Forget Dorothy, Iggy Pop is the most loveable dinosaur I know. At nearly seventy years of age, the Grand Wizard of the three chord rock song is still kicking and screaming like a motherfucker, which is good because there’s a whole new generation of punks recycling some of his best stuff and trying to get away with it. There’s a lot of Iggy that I knew I liked before I knew what it was; the descending mania of The Stooges ‘I Wanna Be Your Dog’, which characterised the glamorous violence of Lock Stock and Two Smoking Barrels, among others, the amazing aggressiveness of ‘Search and Destroy’ and about a hundred other songs you hear in between sets of inferior 21st century bands at festivals when they’re trying to gee up the audience. But as his shit-eating grin on the front of this record attests, Iggy’s in it not for the fame or the groupies or the drugs, but for everything. Lust For Life is an incredible piece of work from start to finish, and this piece is one of many jewels in an already overstuffed crown, sitting atop a man who has a better body at 64 than I’ll have in my entire life. Turns out The Beatles were wrong.
To the surprise of nobody, Australian band Jet broke up last week. In this fantastic interview that our good friend Caitlin did over at Mess + Noise, she raises the issue that many of their critics had with them and bands like them; they sounded like other, better bands from forty years ago. Specifically, if you were to calculate the ‘homage tax’ that the brothers Cester owed to Iggy and his crew for the drum beat and syncopated bass groove on ‘Lust For Life’, it would amount to almost all the dosh they made on that iPod commercial in 2003. The difference is, despite many years and millions of dollars of recording equipment, Iggy’s still has more life to it. Perhaps that has to do with his producer at the time, David Bowie, who also happened to co-write the tune. Maybe a lot of that has to do with the fact that even Iggy was accused of ripping off the groove from The Doors, who had a similar feel on ‘Touch Me.’ Whatever it is, I don’t particularly feel like trawling the archives to find the caveman who swung his quavers first when bashing his son against the wall to make sound. It is what it is and what it is is excellent.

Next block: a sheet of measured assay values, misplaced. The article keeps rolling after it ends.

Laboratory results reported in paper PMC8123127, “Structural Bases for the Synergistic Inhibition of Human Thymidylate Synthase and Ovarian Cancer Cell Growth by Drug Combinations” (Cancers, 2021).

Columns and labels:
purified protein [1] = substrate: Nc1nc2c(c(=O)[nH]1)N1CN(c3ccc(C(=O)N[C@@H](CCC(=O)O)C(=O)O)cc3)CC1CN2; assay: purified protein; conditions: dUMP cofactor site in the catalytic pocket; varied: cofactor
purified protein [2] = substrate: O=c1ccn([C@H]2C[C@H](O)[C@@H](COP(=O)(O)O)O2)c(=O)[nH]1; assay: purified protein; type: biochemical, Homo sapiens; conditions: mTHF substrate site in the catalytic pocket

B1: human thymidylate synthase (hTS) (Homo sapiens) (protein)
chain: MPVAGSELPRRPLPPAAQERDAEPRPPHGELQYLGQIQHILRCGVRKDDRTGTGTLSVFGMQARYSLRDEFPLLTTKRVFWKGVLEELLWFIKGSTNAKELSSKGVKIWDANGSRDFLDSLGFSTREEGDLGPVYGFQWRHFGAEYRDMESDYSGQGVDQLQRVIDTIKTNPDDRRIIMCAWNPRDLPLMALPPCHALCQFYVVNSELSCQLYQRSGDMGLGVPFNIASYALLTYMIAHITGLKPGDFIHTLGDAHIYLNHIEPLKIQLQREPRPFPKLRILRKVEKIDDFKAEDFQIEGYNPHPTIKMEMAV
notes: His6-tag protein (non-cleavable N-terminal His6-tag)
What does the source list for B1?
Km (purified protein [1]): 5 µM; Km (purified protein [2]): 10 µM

As a singer, Iggy’s got nothing on his producer. But he makes up for that one hundred times over in swagger. You can actually feel his presence even when he’s not there, simmering behind the band as they take their time to build the beat and riff until you wonder if he’s ever going to come in at all. And then suddenly, he’s everywhere, sneering like that little jacked-up tearaway that he was in 1977. There’s definitely a Morrison-like shamanic quality to the way he effects his speech, imbuing with so much character that it must have completely bristled onstage at CBGBs back in the day – when he wasn’t cutting himself or stage-diving, a move he allegedly invented. Rhythm is everything in this piece of music, especially the melodic delivery; ‘I’m worth a mill-i-on in pr-izes’ sounds like it was custom built for the song, and with very little changing underneath Pop, it’s really his baby and he takes it that way. Ultimately, it’s a pump-up song that still has the same effect even amongst a newly crowded arena full of high level electronic production and studio magic. If there’s ever any proof that less is more, ‘Lust For Life’ is it. Now go to tell that to your mother.
Iggy Pop – ‘Lust For Life’